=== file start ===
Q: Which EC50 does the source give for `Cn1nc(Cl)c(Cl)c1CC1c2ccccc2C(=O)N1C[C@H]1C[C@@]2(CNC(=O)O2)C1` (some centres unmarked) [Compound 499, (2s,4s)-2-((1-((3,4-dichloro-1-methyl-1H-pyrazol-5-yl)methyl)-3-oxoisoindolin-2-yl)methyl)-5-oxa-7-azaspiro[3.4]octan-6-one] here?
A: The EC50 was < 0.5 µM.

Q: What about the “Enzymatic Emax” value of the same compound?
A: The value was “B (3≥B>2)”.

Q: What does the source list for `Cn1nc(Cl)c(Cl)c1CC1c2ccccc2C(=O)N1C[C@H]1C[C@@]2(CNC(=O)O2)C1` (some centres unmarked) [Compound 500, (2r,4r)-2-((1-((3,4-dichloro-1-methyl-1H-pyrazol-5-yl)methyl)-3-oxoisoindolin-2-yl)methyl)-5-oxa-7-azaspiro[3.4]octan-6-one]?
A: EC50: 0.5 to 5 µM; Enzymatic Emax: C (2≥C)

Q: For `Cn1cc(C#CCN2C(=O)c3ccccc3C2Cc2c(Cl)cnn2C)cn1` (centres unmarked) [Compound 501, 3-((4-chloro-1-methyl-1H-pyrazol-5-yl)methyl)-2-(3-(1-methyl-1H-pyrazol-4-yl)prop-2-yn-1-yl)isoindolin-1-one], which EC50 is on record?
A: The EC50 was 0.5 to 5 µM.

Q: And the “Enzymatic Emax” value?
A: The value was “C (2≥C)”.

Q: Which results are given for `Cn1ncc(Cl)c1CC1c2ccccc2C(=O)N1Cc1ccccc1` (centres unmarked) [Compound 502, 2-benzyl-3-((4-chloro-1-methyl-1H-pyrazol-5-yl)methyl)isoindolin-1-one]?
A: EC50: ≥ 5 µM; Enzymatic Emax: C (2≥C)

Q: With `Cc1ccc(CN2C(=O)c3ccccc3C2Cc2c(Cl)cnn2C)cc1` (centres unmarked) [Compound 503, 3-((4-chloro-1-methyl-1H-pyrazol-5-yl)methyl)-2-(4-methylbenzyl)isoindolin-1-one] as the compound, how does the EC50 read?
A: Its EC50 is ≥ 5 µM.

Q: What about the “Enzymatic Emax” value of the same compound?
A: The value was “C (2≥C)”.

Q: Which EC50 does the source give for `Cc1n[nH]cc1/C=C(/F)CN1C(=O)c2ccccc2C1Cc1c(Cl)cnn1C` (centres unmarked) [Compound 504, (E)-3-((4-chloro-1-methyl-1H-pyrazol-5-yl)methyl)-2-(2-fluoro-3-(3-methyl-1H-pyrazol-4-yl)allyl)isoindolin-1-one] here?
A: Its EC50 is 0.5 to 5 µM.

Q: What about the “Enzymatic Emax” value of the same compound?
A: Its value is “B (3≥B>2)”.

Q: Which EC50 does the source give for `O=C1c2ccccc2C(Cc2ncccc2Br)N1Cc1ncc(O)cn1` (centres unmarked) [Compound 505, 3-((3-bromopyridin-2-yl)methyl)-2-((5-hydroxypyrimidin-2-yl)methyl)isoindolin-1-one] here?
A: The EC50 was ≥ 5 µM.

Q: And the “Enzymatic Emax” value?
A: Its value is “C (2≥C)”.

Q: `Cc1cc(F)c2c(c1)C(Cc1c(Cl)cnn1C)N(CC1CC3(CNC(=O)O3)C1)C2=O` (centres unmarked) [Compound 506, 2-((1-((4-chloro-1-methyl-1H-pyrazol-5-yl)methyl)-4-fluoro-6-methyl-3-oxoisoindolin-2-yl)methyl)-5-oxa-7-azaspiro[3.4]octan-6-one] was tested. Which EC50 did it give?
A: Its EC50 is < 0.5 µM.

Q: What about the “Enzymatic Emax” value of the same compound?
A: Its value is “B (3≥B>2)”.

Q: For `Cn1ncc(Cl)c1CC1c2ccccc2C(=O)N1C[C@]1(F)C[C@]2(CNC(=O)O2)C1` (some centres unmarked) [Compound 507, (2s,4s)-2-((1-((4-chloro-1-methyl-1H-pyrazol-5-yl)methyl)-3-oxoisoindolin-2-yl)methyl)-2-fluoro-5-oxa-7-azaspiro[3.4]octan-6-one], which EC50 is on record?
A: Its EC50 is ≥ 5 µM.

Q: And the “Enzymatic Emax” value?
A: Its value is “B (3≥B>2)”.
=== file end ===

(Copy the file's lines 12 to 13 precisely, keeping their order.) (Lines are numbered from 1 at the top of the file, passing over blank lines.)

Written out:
A: EC50: ≥ 5 µM; Enzymatic Emax: C (2≥C)

Q: With `Cc1ccc(CN2C(=O)c3ccccc3C2Cc2c(Cl)cnn2C)cc1` (centres unmarked) [Compound 503, 3-((4-chloro-1-methyl-1H-pyrazol-5-yl)methyl)-2-(4-methylbenzyl)isoindolin-1-one] as the compound, how does the EC50 read?